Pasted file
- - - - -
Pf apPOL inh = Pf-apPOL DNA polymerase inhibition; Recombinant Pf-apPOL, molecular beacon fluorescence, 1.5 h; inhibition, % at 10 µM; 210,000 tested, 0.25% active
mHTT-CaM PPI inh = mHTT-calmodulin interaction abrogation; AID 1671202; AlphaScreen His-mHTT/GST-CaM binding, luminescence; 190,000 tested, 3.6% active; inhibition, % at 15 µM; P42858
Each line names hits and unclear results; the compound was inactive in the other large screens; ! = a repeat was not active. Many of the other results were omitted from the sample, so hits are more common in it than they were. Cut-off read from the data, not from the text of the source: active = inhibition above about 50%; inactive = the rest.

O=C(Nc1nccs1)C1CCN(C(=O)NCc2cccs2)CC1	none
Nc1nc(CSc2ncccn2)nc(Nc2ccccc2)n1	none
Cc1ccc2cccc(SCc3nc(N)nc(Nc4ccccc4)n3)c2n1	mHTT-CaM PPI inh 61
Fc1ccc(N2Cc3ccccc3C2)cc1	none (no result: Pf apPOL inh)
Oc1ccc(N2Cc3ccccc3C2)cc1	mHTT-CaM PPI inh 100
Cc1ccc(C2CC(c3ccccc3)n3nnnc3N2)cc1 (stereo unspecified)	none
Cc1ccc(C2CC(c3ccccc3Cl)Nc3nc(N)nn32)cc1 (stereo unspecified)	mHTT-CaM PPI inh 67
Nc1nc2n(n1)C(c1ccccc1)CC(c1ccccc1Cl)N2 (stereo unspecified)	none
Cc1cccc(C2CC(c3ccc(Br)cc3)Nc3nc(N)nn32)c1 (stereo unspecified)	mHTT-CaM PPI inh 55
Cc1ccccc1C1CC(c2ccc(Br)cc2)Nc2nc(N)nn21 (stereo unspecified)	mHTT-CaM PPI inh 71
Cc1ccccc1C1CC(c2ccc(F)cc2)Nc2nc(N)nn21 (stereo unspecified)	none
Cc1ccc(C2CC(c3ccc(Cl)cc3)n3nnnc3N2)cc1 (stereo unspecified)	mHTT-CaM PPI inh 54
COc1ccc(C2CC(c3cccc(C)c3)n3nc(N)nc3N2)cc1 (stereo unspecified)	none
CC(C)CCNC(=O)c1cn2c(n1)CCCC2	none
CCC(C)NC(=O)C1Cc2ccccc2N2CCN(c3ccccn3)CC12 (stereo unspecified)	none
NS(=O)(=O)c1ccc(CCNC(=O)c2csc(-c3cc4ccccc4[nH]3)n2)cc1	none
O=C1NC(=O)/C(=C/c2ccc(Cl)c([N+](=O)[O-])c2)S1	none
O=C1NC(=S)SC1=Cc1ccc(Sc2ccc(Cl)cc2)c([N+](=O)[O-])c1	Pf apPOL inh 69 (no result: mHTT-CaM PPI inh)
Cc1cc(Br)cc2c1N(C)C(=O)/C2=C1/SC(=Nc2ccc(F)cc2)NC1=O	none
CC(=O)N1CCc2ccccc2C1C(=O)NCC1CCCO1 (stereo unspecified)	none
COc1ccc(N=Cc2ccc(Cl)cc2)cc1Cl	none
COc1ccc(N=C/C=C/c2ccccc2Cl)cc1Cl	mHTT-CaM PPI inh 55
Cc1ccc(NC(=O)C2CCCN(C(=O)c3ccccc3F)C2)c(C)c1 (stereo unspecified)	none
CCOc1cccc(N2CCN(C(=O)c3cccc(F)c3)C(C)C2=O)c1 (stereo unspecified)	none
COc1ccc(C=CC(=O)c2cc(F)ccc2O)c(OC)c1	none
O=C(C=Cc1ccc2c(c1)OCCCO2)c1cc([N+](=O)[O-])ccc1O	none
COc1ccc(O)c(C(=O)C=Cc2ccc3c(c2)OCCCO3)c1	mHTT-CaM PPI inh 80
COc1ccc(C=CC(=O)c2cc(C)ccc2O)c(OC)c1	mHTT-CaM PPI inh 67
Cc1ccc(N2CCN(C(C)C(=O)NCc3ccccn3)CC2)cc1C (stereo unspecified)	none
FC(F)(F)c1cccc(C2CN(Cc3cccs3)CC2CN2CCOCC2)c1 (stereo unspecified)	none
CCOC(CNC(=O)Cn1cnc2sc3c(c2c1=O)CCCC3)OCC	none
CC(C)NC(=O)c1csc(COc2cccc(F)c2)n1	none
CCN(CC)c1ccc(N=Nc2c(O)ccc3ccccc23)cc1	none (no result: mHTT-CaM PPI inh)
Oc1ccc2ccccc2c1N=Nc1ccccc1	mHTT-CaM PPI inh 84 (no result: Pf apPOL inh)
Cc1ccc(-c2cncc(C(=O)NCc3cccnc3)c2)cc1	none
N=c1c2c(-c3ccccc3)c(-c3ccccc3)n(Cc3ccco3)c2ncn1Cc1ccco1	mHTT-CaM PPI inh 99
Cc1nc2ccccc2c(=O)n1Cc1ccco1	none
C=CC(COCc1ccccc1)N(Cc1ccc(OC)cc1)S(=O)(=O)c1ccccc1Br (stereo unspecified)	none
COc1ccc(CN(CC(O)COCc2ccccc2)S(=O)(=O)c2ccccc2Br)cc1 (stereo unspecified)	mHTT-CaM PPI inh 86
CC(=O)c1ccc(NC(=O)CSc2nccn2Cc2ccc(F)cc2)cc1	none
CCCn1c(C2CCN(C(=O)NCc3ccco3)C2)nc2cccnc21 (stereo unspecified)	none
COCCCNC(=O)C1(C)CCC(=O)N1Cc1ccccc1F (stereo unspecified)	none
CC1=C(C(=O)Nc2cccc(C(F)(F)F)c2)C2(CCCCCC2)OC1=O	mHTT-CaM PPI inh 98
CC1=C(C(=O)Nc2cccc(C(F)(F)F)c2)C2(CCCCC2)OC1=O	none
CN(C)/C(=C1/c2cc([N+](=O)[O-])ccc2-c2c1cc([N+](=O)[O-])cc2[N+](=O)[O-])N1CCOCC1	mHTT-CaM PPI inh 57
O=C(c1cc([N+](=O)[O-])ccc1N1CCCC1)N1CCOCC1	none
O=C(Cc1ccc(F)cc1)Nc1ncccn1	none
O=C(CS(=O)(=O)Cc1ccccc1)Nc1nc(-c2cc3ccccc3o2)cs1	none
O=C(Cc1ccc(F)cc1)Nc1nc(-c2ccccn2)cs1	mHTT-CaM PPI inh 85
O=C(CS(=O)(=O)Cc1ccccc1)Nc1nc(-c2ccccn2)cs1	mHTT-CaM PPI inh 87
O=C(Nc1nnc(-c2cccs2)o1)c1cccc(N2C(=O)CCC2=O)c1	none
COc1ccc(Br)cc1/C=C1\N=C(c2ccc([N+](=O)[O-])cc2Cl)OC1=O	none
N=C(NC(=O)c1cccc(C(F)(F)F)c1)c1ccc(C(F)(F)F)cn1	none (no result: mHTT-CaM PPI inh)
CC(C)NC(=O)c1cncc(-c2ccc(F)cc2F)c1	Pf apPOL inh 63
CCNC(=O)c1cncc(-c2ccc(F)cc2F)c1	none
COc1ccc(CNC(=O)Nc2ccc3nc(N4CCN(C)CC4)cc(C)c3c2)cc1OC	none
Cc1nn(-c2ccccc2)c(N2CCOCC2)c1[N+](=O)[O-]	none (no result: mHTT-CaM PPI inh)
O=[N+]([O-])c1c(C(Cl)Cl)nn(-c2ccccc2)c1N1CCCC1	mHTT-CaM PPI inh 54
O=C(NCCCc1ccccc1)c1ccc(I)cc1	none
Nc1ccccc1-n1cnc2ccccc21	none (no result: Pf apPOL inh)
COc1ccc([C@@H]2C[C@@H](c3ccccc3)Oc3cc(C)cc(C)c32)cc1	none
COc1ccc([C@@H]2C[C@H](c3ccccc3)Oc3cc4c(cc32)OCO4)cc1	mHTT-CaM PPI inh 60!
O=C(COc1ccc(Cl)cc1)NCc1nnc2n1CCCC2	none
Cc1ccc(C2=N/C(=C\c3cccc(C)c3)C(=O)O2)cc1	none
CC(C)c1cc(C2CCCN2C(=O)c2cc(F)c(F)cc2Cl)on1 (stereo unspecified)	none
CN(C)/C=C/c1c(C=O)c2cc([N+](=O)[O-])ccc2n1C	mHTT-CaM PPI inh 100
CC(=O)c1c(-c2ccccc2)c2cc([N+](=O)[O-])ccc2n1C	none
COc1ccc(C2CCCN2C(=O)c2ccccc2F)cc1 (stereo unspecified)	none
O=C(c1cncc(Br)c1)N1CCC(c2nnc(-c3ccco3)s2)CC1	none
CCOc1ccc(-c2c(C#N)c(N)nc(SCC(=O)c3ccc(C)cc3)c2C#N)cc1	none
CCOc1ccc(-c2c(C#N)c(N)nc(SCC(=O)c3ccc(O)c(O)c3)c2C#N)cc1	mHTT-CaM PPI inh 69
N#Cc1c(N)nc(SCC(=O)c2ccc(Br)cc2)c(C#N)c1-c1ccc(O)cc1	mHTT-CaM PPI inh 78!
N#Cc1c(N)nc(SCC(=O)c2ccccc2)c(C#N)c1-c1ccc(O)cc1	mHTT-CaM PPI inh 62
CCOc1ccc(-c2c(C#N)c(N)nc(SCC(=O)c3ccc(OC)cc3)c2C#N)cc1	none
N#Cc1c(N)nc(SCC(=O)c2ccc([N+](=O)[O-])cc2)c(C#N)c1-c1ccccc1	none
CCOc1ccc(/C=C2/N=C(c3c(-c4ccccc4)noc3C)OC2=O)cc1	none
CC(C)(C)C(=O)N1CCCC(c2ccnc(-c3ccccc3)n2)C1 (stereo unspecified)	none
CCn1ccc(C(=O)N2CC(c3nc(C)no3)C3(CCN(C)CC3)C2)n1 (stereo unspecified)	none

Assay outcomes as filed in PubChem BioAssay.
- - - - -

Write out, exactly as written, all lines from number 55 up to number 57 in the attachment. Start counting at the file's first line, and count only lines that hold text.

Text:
COc1ccc(Br)cc1/C=C1\N=C(c2ccc([N+](=O)[O-])cc2Cl)OC1=O	none
N=C(NC(=O)c1cccc(C(F)(F)F)c1)c1ccc(C(F)(F)F)cn1	none (no result: mHTT-CaM PPI inh)
CC(C)NC(=O)c1cncc(-c2ccc(F)cc2F)c1	Pf apPOL inh 63